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State of Montana v. Dallas C. Herman


March 12, 2013


APPEAL FROM: District Court of the Eleventh Judicial District, In and For the County of Flathead, Cause No. DC-01-043(C) and DC-06-383(A) Honorable Stewart E. Stadler, Presiding Judge

The opinion of the court was delivered by: Justice Beth Baker

Submitted on Briefs: February 6, 2013

Decided: March 12, 2013



Justice Beth Baker delivered the Opinion of the Court.

¶1 Pursuant to Section I, Paragraph 3(d), Montana Supreme Court Internal Operating Rules, this case is decided by memorandum opinion and shall not be cited and does not serve as precedent. Its case title, cause number, and disposition shall be included in this Court's quarterly list of noncitable cases published in the Pacific Reporter and Montana Reports.

¶2 Dallas C. Herman appeals several orders entered by the Eleventh Judicial District Court, Flathead County, denying motions to dispose of his probation violations. We affirm.

¶3 Herman was sentenced in 2001 to a twenty-year prison term with thirteen years suspended on his plea of guilty to the offense of Conspiracy to Commit Robbery in violation of §§ 45-4-102 and 45-5-401, MCA. After his release from prison, Herman pleaded guilty in April 2008 to Criminal Possession with Intent to Distribute methamphetamine and the court imposed a consecutive prison term of seven years, with all seven years suspended. Five months later, the Flathead County Attorney filed petitions in both cases to revoke Herman's suspended sentences and warrants were issued for his arrest. Before Herman could be arrested on those outstanding warrants, he was arrested in Spokane, Washington, in August 2008 and charged with Possession with Intent to Distribute 50 or more grams of methamphetamine. On his plea of guilty, he was sentenced in April 2010 to 186 months in federal prison for that offense.

¶4 In January 2011, Herman filed with the District Court a Demand for Speedy Trial and Petition to Dispose of Probation Violation. Herman contended that, pursuant to § 46-31-101, MCA, the Interstate Agreement on Detainers (IAD), he was entitled to a speedy resolution of the probation revocation proceedings while he was incarcerated in federal prison for the crimes that constituted violation of the conditions of his suspended sentences.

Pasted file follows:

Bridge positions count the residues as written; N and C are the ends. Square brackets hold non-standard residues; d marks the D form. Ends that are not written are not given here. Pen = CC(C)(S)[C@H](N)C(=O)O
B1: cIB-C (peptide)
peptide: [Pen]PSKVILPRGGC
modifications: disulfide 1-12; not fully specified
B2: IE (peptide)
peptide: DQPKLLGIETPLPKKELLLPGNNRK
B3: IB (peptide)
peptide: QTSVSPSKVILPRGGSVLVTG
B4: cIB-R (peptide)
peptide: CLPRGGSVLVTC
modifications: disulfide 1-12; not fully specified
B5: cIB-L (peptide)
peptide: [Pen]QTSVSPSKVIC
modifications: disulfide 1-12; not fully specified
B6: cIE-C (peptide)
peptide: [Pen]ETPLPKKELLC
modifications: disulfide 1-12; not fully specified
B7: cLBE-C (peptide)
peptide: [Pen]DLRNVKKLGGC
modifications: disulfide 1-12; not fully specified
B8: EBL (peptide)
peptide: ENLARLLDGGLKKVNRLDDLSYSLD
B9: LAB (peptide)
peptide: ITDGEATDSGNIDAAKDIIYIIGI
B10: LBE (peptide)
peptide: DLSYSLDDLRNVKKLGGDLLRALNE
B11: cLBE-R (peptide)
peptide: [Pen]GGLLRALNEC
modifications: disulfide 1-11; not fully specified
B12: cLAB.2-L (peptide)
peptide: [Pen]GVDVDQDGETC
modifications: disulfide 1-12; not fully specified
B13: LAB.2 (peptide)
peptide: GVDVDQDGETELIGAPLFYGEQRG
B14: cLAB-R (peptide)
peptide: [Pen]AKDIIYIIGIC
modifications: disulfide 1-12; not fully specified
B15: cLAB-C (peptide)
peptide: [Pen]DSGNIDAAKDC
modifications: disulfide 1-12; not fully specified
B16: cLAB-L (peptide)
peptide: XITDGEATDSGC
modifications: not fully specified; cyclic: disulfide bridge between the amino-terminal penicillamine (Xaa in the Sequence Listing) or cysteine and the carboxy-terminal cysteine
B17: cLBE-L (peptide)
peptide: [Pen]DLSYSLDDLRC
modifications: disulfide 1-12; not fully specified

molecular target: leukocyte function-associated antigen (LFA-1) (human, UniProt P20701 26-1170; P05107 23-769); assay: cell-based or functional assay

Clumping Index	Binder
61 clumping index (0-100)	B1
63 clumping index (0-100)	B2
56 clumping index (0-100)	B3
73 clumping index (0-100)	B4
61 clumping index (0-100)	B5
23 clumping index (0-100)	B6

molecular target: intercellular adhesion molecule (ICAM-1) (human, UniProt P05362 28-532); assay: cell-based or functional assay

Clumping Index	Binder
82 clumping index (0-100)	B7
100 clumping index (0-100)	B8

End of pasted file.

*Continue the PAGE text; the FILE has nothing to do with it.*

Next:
¶5 On October 5, 2011, the District Court concluded that the IAD "does not apply to probation violations" and, consequently, that Herman's "petition to dispose of probation . . . [is] denied." Herman twice requested that the District Court reconsider its order in motions filed on December 7, 2011, and April 10, 2012. The District Court denied both requests. Herman filed his notice of appeal on June 4, 2012, and now asserts that the District Court's legal conclusion regarding the IAD was incorrect. He also contends that the court erred by denying an argument he raised in his second motion to reconsider its original order.

¶6 The State contends that Herman's appeal is untimely because his motions to reconsider did not toll the time for appeal of the District Court's October 5, 2011 order. The State also argues that the District Court's dismissal of Herman's petition was correct on the merits.

¶7 As the State points out, the Montana Rules of Civil Procedure do not provide for a motion for reconsideration and we have refused to recognize such motions in civil cases "unless the substance of the motion constructively requests the court to alter or amend the judgment" as allowed by M. R. Civ. P. 59. Horton v. Horton, 2007 MT 181, ¶ 8, 338 Mont. 236, 165 P.3d 1076 (citation omitted). We have observed, however, that "revocation proceedings are matters over which the original sentencing court in a criminal case 'retains jurisdiction.'. . . Thus, revocations are a post-conviction continuation of criminal cases." State v. Rogers, 267 Mont. 190, 193, 883 P.2d 115, 117 (1994) (quoting State v. Oppelt, 184 Mont. 48, 52-53, 601 P.2d 394, 397 (1979)).

¶8 Under the Montana Rules of Appellate Procedure, an appeal in a criminal case "must be taken within 60 days after entry of the judgment from which appeal is taken."

M. R. App. P. 4(5)(b)(i). Herman filed his notice of appeal 241 days after the District Court entered its judgment on October 5, 2011, but within sixty days from the denial of his second motion to reconsider. Even if Herman's appeal were to be considered timely, we conclude that it lacks merit.

¶9 We have held that an outstanding charge "based on probation or parole violation is not sufficient to be determined an 'untried indictment, information or complaint'" sufficient to trigger the Interstate Agreement on Detainers." Blakey v. Dist. Ct., 232 Mont. 178, 185, 755 P.2d 1380, 1384 (1988) (citing Carchman v. Nash, 473 U.S. 716, 105 S. Ct. 3401 (1985); see also U.S. v. Bottoms, 755 F.2d 1349 (9th Cir. 1985)). The District Court correctly concluded that the IAD does not apply to probation violations. We decline to consider the issue raised for the first time in Herman's second motion to reconsider, as such motions "cannot be used to raise arguments which could, and should, have been made before judgment issued." Nelson v. Driscoll, 285 Mont. 355, 360, 948 P.2d 256, 259 (1997) (citation omitted).

¶10 We have determined to decide this case pursuant to Section I, Paragraph 3(d) of our Internal Operating Rules, which provides for noncitable memorandum opinions. The issues in this case are legal and controlled by settled Montana law, which the District Court correctly interpreted.

¶11 Affirmed.



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